Simple carbohydrates include soft drinks, candy, artificial syrups, table sugar, pastries and desserts, white rice, white pasta and white bread. Complex carbs, “good” carbs, are found in beans, legumes, nuts, whole grains, fruits and vegetables. If you just do what mama told you when you were a kid (Eat your fruits and vegetables!), you will avoid most simple carbohydrates, enjoy lots of complex carbohydrates, and treat your brain and body to better health and wellness.

Not All Carbs Are Bad

Latest Update: Wednesday, April 14, 2021

Dealing with Muscle Soreness and Pushing Forward

One of the biggest hurdles when it comes to exercising is the aches and stiffness you feel roughly around 24 hours after your workout.
This is known as delayed onset muscle soreness (DOMS).
The symptoms are usually pain in your muscles when you move and your muscles may feel weak and tender.
This is normal and nothing to be worried about. Women who have led sedentary lifestyles for a while will experience this in the beginning. In fact, both genders are susceptible to DOMS and it is part and parcel of working out.
Over time as your body gets used to the activity, you will not become sore unless you increase your training load and intensity. As long as your training is hard and there are micro tears in the muscle fibers, there will be pain.
You must be able to distinguish the difference between muscle soreness from cramps or muscle strains and pulls. DOMS is just discomfort that arises from inflamed muscles that are healing. Your body will not be in pain if you’re not moving. Muscle soreness is felt only when you move.
Cramps, however, are sudden pain spasms that arise due to a contraction of muscle fibers. The best way to treat cramps is to stretch the muscle. Massaging and stretching a cramped muscle will ease the pain.
The same does not apply to muscle soreness. Stretching before workouts, muscle rub creams, massages, ice baths, etc. cannot prevent muscle soreness. They may provide temporary relief but you will still need 2 to 4 days for your muscles to heal.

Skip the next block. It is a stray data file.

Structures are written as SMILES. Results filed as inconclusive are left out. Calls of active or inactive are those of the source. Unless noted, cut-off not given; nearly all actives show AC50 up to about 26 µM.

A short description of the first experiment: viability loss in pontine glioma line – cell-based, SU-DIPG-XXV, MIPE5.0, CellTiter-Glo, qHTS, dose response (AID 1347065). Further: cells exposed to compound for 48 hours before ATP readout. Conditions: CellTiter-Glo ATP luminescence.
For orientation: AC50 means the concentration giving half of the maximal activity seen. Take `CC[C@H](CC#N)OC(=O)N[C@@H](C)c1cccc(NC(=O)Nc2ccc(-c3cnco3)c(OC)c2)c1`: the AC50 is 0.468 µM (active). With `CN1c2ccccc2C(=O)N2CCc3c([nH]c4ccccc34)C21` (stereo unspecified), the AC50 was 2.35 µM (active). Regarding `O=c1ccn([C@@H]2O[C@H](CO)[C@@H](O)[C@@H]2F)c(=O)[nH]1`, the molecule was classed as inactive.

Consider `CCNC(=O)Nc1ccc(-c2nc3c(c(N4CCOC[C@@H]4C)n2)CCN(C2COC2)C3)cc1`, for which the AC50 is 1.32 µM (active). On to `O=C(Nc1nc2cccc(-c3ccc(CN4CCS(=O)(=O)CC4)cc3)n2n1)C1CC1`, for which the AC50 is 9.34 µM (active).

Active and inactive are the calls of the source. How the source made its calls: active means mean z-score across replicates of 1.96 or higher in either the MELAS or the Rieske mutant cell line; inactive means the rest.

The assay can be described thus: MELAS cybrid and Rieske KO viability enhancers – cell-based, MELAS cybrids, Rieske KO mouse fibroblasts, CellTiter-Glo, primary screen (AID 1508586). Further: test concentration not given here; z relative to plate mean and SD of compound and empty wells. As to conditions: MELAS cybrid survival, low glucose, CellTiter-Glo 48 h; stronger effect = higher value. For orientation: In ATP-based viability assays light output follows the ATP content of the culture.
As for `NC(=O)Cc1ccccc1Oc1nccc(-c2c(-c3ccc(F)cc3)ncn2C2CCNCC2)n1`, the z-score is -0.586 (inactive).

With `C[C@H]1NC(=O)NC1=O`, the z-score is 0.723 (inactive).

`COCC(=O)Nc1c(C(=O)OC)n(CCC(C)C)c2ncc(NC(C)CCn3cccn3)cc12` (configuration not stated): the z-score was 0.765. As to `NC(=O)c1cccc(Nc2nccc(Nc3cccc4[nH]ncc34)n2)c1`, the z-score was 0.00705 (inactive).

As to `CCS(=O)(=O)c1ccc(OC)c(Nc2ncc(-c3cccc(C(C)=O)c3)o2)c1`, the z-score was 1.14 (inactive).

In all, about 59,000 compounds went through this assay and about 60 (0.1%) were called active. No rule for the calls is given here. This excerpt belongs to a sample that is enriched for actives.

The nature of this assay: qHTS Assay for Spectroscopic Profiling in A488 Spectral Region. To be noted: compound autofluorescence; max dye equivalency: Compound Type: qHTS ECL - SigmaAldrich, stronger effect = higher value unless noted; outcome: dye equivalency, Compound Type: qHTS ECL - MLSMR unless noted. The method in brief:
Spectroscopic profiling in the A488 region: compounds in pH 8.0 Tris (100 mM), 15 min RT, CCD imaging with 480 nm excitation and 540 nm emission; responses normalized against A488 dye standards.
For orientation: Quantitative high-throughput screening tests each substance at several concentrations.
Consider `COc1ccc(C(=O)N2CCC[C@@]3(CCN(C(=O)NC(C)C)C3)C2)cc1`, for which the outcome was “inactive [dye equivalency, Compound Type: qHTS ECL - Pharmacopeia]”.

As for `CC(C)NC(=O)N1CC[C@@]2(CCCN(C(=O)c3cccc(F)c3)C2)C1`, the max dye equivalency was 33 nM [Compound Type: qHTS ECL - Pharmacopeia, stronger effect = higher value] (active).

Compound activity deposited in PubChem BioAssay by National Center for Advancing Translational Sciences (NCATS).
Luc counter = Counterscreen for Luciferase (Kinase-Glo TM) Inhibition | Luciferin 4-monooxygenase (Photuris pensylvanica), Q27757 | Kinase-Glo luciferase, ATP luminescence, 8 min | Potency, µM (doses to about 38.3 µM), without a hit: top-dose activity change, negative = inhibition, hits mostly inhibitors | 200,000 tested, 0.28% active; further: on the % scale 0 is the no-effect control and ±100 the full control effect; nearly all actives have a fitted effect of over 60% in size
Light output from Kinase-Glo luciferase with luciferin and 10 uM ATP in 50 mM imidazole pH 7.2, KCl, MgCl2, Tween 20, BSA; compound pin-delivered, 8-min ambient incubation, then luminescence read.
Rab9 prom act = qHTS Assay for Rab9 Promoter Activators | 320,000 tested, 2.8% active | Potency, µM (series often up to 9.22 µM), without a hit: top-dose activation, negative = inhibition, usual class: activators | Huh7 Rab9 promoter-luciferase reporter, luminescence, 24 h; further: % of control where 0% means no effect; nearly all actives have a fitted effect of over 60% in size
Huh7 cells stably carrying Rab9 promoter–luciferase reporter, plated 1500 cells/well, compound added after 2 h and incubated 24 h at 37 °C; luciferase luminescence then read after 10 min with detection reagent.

It can be discouraging in the beginning when you embark on a training program and plan to exercise regularly but after one workout, you can’t move without groaning for a few days. You’ll need to rest till you’re healed.
The best way to prevent this is to make your first few sessions light. The goal is to just do a few of the exercises and use light weights. If it’s cardio, don’t go all out and give your maximum effort. Just stick to a slow or moderate pace.
Even short 15 or 20 minute sessions will suffice in the beginning. This will prevent your muscles from being too sore the next day. Always ease into your training regimen slowly. By slowly and gradually increasing your intensity and training load, you’ll be giving your body time to adapt to the demands placed upon it.
Many women are eager to lose the weight fast or get fit overnight and they try to give it their best. Common fitness mantras like ‘Go hard or go home’ and ‘No pain no gain’ do not help here.
These motivational quotes are best used by athletes and people who train often. When you’re just starting off, do go slow. Slow progress is better than no progress.
In the event that you still have muscle soreness, you can try soaking in a tub of water with Epsom salts or you can try over-the-counter muscle rubs. These will provide temporary relief.
If you’re experiencing muscle soreness in your legs, you can always focus the day’s workout on your upper body and vice-versa. There’s no need to skip a workout if just one part of your body aches. You’ll feel satisfied knowing that you at least got something done for the day.
However, if your entire body aches and this can occur when you do full-body workouts, you can rest or go for a slow walk. Resting and recovery is just as important as activity. It doesn’t mean you’re off track. Even a tiger crouches before it leaps.
So, don’t feel dejected and quit just because your first few sessions are causing you pain. Maintain a positive mindset and keep pushing forward knowing that pain is weakness leaving the body. Approach your training in a gradually progressive manner and you’ll be just fine.

Dealing with Muscle Soreness and Pushing Forward

Latest Update: Wednesday, April 14, 2021